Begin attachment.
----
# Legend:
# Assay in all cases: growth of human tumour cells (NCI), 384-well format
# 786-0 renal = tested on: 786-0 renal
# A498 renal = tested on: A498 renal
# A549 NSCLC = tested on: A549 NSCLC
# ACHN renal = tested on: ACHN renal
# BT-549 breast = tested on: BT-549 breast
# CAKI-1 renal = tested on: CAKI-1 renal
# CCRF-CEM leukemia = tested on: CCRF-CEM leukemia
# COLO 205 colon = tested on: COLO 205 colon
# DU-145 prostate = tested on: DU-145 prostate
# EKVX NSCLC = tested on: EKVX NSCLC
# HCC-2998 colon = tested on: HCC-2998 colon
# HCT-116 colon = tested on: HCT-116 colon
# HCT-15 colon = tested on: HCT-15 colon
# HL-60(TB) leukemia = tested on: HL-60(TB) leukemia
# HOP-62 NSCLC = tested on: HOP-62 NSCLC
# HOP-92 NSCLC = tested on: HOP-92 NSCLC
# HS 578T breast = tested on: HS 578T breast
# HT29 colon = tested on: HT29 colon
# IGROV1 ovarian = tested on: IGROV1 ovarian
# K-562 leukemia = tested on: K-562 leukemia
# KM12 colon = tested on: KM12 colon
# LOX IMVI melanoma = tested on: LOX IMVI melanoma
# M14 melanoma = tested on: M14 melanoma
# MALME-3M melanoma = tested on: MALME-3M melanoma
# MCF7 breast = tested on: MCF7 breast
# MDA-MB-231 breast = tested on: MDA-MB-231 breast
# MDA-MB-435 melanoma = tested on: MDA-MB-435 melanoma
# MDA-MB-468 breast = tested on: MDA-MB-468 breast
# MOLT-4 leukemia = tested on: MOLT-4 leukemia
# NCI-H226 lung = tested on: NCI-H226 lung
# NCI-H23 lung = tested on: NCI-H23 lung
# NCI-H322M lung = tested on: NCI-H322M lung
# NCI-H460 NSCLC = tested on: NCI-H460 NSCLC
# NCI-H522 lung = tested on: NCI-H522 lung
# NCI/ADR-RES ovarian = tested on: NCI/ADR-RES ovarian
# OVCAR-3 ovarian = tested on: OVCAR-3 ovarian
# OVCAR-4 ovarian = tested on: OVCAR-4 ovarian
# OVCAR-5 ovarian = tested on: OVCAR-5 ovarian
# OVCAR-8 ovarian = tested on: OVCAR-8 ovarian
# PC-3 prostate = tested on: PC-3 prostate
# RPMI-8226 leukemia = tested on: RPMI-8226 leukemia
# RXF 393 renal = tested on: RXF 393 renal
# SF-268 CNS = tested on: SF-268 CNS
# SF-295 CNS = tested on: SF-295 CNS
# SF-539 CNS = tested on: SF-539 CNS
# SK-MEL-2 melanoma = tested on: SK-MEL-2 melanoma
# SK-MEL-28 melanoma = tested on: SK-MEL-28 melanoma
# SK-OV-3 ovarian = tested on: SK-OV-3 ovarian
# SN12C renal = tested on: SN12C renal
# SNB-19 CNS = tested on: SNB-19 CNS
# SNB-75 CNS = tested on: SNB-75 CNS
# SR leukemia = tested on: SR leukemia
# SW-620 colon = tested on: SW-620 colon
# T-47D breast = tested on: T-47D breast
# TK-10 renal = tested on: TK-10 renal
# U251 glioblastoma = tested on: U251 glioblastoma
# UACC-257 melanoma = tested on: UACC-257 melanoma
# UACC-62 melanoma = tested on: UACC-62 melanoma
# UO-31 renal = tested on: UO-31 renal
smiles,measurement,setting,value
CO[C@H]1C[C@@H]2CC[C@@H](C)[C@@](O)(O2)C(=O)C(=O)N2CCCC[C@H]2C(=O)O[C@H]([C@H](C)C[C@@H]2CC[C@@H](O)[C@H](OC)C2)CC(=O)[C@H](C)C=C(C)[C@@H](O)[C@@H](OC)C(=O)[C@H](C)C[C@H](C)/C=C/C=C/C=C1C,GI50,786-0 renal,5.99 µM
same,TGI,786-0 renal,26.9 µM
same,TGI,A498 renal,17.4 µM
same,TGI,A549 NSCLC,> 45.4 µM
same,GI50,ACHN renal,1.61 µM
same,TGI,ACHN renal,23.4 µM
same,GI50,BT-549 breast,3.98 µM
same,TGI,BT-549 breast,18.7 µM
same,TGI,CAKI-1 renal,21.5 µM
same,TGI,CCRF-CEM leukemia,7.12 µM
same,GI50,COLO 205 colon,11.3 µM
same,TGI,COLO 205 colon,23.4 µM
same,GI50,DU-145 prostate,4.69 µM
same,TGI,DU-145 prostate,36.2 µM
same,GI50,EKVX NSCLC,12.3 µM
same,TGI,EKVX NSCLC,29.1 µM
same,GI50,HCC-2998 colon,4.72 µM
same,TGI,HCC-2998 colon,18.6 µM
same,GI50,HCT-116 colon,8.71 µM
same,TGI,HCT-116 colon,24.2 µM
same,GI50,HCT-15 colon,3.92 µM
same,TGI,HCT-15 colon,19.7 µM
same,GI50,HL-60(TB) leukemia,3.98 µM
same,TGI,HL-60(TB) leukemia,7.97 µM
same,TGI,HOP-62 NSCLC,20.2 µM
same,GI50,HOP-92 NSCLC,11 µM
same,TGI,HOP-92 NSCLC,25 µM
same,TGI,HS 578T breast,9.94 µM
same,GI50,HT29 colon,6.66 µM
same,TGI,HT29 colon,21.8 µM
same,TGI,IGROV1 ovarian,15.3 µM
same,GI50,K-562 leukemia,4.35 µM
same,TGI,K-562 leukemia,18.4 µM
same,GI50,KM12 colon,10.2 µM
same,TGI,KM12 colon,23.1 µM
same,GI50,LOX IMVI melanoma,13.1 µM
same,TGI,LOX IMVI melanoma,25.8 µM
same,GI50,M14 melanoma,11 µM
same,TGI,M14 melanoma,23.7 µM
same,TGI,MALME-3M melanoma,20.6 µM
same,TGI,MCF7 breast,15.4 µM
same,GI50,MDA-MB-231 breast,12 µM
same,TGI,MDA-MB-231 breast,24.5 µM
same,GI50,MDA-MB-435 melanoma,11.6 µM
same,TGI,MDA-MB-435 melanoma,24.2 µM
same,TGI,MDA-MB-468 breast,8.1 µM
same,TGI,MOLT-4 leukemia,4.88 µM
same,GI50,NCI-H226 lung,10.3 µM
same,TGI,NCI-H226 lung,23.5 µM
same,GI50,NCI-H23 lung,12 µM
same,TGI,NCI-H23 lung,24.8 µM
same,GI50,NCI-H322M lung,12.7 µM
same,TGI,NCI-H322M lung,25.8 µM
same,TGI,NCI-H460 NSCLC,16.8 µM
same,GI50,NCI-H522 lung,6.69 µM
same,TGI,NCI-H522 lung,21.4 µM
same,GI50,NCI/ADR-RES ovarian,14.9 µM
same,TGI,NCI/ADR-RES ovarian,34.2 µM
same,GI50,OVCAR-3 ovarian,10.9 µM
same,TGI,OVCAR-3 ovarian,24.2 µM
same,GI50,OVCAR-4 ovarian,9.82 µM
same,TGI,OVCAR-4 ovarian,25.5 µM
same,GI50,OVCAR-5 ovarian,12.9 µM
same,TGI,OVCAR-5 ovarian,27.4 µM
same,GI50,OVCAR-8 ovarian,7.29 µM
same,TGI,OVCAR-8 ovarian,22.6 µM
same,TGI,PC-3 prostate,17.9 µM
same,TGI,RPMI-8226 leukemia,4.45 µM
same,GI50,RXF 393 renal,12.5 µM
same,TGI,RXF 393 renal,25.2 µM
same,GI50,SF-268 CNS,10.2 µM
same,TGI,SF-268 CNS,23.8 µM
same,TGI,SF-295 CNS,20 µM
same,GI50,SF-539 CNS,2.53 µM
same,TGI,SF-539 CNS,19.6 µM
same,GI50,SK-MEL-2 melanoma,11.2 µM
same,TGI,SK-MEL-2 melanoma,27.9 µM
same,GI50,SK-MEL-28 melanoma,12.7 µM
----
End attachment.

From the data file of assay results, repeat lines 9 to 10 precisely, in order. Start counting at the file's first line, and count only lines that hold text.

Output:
# CCRF-CEM leukemia = tested on: CCRF-CEM leukemia
# COLO 205 colon = tested on: COLO 205 colon